Russia's objective was to extract wealth from the area, not to build the economic infrastructure of the country, and the economy stagnated. Towards the end of the century, tsarist leaders began a program of assimilation ("Russification"). The Azerbaijanis for the most part reacted with passive resistance. Following the 1905 Bloody Sunday massacre in St. Petersburg, however, riots erupted in Baku and spread throughout Transcaucasia. Riots continued through 1906 in what has been called the "Tatar-Armenian War", leaving resentments and hostilities that still endure.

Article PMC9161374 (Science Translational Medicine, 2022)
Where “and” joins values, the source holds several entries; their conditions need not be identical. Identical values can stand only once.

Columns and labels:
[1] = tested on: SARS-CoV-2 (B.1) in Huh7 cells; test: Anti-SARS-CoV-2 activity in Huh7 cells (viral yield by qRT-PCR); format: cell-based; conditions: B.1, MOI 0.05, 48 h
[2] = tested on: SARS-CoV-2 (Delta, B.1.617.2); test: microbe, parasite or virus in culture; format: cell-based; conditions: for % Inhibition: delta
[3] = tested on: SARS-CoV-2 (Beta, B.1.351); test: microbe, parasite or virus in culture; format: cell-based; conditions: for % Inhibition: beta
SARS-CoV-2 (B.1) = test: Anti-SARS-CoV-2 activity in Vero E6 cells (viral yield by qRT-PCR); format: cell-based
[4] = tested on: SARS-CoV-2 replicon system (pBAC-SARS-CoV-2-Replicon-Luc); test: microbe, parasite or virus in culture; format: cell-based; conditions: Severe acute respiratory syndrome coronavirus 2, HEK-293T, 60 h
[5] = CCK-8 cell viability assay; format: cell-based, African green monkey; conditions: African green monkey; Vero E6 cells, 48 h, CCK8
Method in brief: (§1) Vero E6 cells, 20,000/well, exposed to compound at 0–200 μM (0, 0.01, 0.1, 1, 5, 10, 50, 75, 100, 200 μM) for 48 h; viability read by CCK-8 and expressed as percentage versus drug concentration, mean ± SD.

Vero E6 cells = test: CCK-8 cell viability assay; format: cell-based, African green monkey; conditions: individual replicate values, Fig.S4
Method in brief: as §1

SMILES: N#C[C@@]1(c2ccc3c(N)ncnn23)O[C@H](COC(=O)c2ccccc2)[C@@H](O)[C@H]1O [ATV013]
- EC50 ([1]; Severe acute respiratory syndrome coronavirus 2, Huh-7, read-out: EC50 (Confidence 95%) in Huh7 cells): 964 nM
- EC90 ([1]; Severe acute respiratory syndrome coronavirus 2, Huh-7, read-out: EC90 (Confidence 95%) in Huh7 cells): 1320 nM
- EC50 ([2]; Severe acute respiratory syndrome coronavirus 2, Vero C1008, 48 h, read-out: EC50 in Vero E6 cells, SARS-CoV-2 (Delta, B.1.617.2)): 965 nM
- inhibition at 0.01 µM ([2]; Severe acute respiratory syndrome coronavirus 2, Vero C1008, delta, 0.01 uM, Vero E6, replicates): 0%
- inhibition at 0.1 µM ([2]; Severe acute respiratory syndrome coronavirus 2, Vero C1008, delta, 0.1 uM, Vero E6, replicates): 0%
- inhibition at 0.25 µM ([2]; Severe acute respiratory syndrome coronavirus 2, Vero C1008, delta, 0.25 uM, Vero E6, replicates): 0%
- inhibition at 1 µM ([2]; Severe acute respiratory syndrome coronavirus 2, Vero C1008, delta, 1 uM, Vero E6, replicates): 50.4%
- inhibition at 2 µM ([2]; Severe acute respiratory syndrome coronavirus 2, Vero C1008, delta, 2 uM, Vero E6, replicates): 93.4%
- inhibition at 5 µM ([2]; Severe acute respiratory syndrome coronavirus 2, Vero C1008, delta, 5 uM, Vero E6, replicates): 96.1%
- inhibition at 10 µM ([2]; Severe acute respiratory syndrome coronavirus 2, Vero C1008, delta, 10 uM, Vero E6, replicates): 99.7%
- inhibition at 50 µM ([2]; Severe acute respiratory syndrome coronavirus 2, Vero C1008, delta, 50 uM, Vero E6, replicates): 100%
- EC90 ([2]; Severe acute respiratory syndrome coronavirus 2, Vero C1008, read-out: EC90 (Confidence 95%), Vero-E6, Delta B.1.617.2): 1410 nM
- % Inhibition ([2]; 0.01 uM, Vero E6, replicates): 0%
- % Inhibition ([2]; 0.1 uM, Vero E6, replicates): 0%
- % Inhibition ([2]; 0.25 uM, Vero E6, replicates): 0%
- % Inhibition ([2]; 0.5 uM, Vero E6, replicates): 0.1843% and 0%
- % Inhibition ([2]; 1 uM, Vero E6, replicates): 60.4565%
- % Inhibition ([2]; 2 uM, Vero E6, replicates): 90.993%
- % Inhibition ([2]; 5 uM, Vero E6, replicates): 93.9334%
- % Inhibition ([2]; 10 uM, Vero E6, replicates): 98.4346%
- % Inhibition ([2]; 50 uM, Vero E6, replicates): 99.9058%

Towards the end of World War 1, Persia tried to reunify Azerbaijan by taking control over Northern Azerbaijan, but failed. Britain and the Ottoman enpire also at times occupied parts of the area. There was also a brief attempt at Azerbaijani independence (1918 - the Arak republic), before Northern Azerbaijan was incorporated into the Soviet state in 1920, and the Azerbaijan SSR was formed. Then, in 1922, the Transcaucasian Federation was established, uniting Azerbaijan with Georgia and Armenia. In 1923, the Nakhichevan region on the border with Iran was made an autonomous republic, and the year after, the Armenian enclave Nagorno-Karabakh was made an autonomous oblast within Azerbaijan. This gave Stalin a better opportunity to control the area by "divide-and-rule", but it has deeply embittered the relationship between Azerbaijanis and Armenians. The Transcaucasian Federation lasted until 1936, when Stalin reestablished the three separate union republics.